Once, while prepping for the High Holy Days at a student pulpit, I had the following conversation with a well-meaning cantorial soloist:
“I want to write a new melody for Unetaneh Tokef,” the soloist began. “It’s such a dirge!”
“Well, actually,” I said. “This prayer is about God sitting on the Throne of Glory, deciding who shall live and who shall die.”
“Oh,” the soloist said. “I guess that’s okay then.”
In that moment I realized, not only the importance of educating our lay-leaders, but also our own reluctance to say or do anything in the synagogue that might drive people further away from Jewish life. This is particularly challenging during the High Holy Days, when we are supposed to be engaged in rigorous self-examination.
Given that the High Holy Days are also that small window in the Jewish calendar when we have our community’s undivided attention, both clergy and laypeople are uncomfortable with the discomfort that the liturgy of the High Holy Days is supposed to arouse. However, I firmly believe that the season of cheshbon hanefesh and the call to teshuva are also part of Judaism’s balanced spiritual diet.
Strangely enough, one of my primary concerns during my involvement in the creation of Mishkan HaNefesh has been limiting the discomfort of a new machzor. Given the steep learning curve my congregants encountered with Mishkan T’filah in weekly Shabbat worship, I am concerned with how they will adjust to a new format when they only use it twice each year. As a member of the Alternative Readings Sub-Committee, I sought out texts that were thought-provoking but also “readable.” Our congregation’s pilot group was vigilant about pointing out sections that were difficult to follow.
However, if our mission is really to “comfort the afflicted and afflict the comfortable,” we need to retain some of the spiritual discomfort that is endemic to the Days of Awe, so that we might strike a balance between recognizing our flaws and realizing our potential.
The tension between these two elements is beautifully played out in the Vidui in the new Kol Nidre service. As we recited the short confession, my pilot group noticed the shift from the more abstract, “Some of us kept grudges, were lustful, malicious or narrow-minded,” (Gates of Repentance p. 269), to the harsher, more specific “We corrupt. We commit crimes. .. We are immoral. We kill” (Mishkan HaNefesh Kol Nidre draft p. 45a). Some worshippers were actually offended by the direct accusation of crimes they did not commit.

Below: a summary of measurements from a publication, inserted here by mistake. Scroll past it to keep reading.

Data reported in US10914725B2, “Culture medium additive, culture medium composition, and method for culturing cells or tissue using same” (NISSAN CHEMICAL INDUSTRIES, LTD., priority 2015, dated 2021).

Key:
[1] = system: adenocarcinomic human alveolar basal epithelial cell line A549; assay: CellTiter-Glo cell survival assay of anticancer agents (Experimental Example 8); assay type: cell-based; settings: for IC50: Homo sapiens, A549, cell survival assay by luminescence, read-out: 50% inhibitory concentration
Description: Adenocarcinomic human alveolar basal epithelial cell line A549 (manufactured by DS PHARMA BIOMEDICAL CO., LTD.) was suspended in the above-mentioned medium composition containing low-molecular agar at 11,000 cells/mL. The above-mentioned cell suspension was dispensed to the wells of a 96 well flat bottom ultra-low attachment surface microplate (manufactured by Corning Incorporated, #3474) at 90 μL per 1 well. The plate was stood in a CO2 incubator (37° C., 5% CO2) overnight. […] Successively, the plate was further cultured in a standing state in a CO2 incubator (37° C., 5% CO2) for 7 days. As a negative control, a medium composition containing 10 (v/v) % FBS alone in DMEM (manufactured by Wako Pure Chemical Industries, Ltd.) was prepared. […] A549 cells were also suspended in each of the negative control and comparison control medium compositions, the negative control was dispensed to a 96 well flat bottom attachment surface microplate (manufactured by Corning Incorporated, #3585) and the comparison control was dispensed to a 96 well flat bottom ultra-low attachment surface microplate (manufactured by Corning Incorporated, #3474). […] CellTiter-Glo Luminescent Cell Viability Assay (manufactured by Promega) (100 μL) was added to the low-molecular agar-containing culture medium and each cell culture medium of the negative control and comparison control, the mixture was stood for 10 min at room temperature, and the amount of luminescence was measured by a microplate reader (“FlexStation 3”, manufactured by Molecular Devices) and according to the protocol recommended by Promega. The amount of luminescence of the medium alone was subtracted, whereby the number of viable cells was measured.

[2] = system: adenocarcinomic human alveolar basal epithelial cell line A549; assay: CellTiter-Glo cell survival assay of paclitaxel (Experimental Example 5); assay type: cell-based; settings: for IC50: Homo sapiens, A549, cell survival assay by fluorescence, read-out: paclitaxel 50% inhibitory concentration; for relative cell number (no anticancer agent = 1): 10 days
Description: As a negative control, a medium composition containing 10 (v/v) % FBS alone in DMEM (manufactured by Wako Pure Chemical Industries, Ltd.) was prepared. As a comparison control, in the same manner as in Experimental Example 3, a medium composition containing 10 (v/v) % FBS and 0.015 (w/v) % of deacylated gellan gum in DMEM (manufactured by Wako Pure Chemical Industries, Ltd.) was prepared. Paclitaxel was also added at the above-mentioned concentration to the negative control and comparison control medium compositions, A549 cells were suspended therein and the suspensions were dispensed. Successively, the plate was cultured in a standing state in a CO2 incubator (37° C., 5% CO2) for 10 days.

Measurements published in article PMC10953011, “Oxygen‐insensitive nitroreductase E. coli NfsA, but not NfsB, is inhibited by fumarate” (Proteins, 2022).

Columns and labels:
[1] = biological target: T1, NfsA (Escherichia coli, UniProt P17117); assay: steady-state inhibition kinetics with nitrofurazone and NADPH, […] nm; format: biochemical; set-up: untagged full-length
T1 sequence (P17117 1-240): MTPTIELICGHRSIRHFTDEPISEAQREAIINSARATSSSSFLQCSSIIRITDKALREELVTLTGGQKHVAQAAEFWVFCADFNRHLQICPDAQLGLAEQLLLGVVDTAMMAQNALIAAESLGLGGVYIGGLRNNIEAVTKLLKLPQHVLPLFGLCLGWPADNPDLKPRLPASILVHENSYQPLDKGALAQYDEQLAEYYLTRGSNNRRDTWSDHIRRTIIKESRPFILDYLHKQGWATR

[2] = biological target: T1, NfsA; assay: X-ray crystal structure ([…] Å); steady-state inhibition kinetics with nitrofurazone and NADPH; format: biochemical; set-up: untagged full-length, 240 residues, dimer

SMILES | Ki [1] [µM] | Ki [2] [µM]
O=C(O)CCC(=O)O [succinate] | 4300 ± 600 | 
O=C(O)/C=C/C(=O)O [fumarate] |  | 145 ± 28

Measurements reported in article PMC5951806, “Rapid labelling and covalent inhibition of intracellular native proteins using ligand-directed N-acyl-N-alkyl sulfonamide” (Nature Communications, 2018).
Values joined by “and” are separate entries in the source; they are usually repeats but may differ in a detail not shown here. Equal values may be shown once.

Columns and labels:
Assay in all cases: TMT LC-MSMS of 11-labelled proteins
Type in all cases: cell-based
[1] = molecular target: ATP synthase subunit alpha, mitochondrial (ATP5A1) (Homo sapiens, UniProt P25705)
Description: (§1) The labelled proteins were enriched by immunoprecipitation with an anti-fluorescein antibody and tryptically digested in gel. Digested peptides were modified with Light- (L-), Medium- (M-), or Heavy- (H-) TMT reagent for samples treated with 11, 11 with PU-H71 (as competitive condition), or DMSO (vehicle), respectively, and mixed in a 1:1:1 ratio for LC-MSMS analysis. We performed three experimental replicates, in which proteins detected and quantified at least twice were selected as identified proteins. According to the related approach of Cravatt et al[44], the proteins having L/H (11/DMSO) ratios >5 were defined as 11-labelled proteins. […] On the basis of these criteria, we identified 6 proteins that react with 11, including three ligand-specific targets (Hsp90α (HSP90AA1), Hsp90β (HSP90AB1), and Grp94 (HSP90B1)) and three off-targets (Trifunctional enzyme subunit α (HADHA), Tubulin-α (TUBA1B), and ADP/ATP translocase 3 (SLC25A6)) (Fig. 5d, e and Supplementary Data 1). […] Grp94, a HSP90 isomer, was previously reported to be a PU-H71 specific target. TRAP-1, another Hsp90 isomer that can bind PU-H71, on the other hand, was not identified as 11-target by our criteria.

“Why does it say, ‘We kill,’” one man said. “I don’t kill!”
Just as jarring was the iyyun (reading) encouraging us to praise ourselves al ha-tikkun she-tikanu l’fanecha (for the acts of healing we have done). Set up like the al cheyt, this reading states lists a number of acts of tikkun olam we may have committed in addition to our sins, “For the healing acts by which we bring You into the world, the acts of repair that make You a living presence in our lives” (p. 49b).
It is a brilliant and beautiful reading, but for us it was just as spiritually troubling as the Al Cheyt. Just as we didn’t like being accused of wrongdoings we had not done, we didn’t want pat ourselves on the back for righteous acts we had failed to do. We felt that the reading should be written in a tense that made it sound aspirational rather than congratulatory. In a way, however, this text also allowed us to engage in cheshbon ha-nefesh, serving as a reminder of all we may have failed to do on that list!
Engaging with this Machzor in its formative state was an incredible opportunity to think about the messages we need to hear—or are uncomfortable hearing—during the High Holy Day season in order to inspire us to perform teshuva. Both the confessional texts and the congratulatory texts allowed us to ask ourselves the same essential questions: “Am I really this bad?” “Am I really this good?”
It also made me think about the messages my congregants hear from the pulpit. I’m told that rabbis give the same High Holy Day sermon, over and over again. I’ve realized that mine is not “you are good” or “you are bad,” but “you can change.”
Leah Rachel Berkowitz is the Associate Rabbi at Judea Reform Congregation in Durham, NC.
She served on the Alternative Readings Sub-Committee of the Machzor Committee. She blogs at thisiswhatarabbilookslike.wordpress.com.
3 replies on “Machzor Blog: Am I Really This Bad? Am I Really This Good?”
there’s a serious lack of imagination/inclusiveness evinced in the inability to imagine “we” including someone who kills. At the very least, “We” as Americans kill in almost every conceivable way, whether with drones, the US Armed Forces, or with assault weapons in elementary schools and movie theaters.
Amen v’Amen- we are taught by our tradition that we are all responsible for the damage caused, not only by ourselves, but by our neighbors and communities.
Heschel’s (a”h) notion of “Some are guilty; all are responsible” has informed my personal view. We should be careful here, though. I once had a member who was recovering from serious mental illness who stood up during services when vidui was being read and declared that I was saying awful things about her, and that she had not done one of those things. For those of us who are just “normal neurotics,” though, I find Heschel’s notion compelling.